Character Analysis Of The Tragic Hero In Ethan Frome By Edith Wharton

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The universally-admired quality of a man, his kindness, is also his demise. In the novella Ethan Frome by Edith Wharton, the reader experiences the life of a once exuberant and benevolent man, Ethan Frome, as he allows his caring nature to go beyond the needs of himself, and as he exposes the tragic hero properties he possesses. Ethan, from an early age, is a curious boy peaking with the signs of a tragic hero, yearning to escape the simple farm he is born into. Despite all odds, Ethan manages to go to college and attempt to make a name for himself, but Ethan's success is short-lived when his father becomes suddenly ill, and Ethan decides to give up everything, including his only chance at a better life, to care for his father, and eventually …show more content…

Ethan initially illustrates his kind disposition with his parents, whom he leaves school for, and his only hope at a better life, in order to help his mother on the farm after his father dies. After giving up such an important part of his eduction, Ethan then takes on the task of caring for his mother, and then eventually his sickly wife, all the while trying to make a living on a barren farm. Each person in town understands and respects all of the sacrifices Ethan makes in his life, and one of the townspeople, Harmon Gow, remarks on Ethan's life saying, "'Somebody had to stay and care for the folks. There warn't ever anybody but Ethan. Fust his father--then his mother--then his wife'" (Wharton 7). Ethan never realizes, with all of these instances, that he has a choice on how he can live; the only option he sees is helping others, "'it is always Ethan [that does] the caring'", as Harmon stated (Wharton 7). Ethan illustrates his kind-hearted nature further when he cannot bring himself to leave his wife, for she would have nothing to live on and no one to care for her. Ethan, in a moment of complete confusion and stress, reminds himself that "he is a poor man, the husband of a sickly woman, whom his desertion would leave alone and destitute" (135). At this time, Ethan is an instant away from leaving Starkfield forever …show more content…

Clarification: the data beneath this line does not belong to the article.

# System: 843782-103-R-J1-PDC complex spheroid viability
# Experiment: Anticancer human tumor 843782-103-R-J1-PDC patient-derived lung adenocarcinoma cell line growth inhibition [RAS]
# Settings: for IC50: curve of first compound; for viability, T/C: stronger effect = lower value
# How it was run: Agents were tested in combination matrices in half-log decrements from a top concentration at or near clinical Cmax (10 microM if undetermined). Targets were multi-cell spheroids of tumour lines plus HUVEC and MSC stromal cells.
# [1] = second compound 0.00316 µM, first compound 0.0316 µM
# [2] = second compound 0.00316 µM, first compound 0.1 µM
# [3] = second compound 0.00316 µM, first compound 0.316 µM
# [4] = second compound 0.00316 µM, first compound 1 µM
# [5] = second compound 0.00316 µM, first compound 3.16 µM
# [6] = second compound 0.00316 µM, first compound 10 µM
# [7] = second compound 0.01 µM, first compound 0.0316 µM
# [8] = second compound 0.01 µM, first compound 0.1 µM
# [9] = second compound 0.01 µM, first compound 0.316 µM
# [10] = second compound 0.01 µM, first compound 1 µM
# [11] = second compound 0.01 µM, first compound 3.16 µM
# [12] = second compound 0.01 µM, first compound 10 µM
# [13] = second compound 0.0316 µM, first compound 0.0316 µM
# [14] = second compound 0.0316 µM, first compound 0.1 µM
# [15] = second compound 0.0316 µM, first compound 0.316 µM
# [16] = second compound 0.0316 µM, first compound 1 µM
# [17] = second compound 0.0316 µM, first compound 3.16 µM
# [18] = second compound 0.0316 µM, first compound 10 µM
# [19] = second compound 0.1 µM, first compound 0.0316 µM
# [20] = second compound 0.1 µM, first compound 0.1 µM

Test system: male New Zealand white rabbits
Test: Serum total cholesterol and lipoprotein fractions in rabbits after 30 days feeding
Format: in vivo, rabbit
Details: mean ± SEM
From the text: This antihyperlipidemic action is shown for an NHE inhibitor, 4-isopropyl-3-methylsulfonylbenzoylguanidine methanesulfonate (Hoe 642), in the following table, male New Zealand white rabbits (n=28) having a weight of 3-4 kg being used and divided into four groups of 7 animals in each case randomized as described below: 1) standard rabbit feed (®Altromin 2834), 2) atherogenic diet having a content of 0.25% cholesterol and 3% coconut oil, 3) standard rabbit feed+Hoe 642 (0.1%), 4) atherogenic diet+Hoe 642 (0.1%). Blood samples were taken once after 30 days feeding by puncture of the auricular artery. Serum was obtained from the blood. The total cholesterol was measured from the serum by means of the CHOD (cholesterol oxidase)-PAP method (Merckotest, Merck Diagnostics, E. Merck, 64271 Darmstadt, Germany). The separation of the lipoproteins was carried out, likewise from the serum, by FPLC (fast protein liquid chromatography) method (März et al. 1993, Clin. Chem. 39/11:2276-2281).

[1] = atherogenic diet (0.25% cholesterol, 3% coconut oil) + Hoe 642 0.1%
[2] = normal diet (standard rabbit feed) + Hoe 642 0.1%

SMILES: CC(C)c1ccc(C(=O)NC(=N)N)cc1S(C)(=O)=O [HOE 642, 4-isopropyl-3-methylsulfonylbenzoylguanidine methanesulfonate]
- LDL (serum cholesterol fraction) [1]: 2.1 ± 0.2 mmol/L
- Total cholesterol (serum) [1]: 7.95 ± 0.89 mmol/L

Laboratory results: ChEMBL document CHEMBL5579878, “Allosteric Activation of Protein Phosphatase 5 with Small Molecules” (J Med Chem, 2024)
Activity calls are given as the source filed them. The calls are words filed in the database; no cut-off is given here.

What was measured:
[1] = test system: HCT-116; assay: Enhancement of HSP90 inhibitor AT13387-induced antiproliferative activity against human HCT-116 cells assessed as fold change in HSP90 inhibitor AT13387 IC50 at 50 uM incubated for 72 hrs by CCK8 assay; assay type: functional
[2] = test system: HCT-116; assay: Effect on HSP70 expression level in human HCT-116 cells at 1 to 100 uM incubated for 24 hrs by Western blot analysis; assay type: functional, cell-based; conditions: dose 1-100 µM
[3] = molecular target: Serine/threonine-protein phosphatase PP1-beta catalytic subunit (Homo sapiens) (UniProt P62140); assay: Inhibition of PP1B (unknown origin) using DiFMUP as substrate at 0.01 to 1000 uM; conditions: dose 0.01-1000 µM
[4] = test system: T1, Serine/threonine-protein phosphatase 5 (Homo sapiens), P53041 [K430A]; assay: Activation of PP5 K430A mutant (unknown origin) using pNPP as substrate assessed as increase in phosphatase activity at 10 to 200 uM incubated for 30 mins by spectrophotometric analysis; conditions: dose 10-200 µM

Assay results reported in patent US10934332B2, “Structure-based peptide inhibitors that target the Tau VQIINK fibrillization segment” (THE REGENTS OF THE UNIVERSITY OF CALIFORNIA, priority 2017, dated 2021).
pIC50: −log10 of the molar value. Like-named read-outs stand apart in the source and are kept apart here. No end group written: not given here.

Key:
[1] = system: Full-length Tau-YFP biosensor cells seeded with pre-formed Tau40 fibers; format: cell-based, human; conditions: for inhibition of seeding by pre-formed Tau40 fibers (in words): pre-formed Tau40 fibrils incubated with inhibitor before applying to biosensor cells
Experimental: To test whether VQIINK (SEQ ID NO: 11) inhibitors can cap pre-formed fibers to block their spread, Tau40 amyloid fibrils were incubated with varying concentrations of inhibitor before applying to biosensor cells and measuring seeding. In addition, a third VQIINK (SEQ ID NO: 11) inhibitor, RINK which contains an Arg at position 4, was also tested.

The reader first sees this when Ethan agrees to go back home to care for both his mother and his father, "put[ting] a premature end to [his] studies", and deserting his only chance at a job outside of his family farm (Wharton 26). Ethan, rather than make a better life for himself and his future family, decides to put his troubles aside, and give up his life for the intentions of others. At many parts of the novella, such as when Ethan tells a friend that he "'used to'" be interested in science, the reader understands that Ethan cannot help but regret his previous decisions (Wharton 16). Continuing, another example of Ethan's blind resolutions is when he marries Zeena, despite knowing it is not what he wants; it seems that he marries her as a favor, for she helped his mother when his mother needed it most. Ethan once again acknowledges that he made this decision "before he knew what he was doing", ultimately proving to the reader that he gradually begins to understand his own flaw, overwhelming kindness (Wharton 66). Ethan's desire to assist others rather than care for his own needs leads to further consequences, including his inability to experience true happiness with Mattie Silver and from living the life he imagined. Ultimately, Ethan's tragic flaw causes his downfall to occur because he follows Mattie's wishes over his own. Throughout his life,

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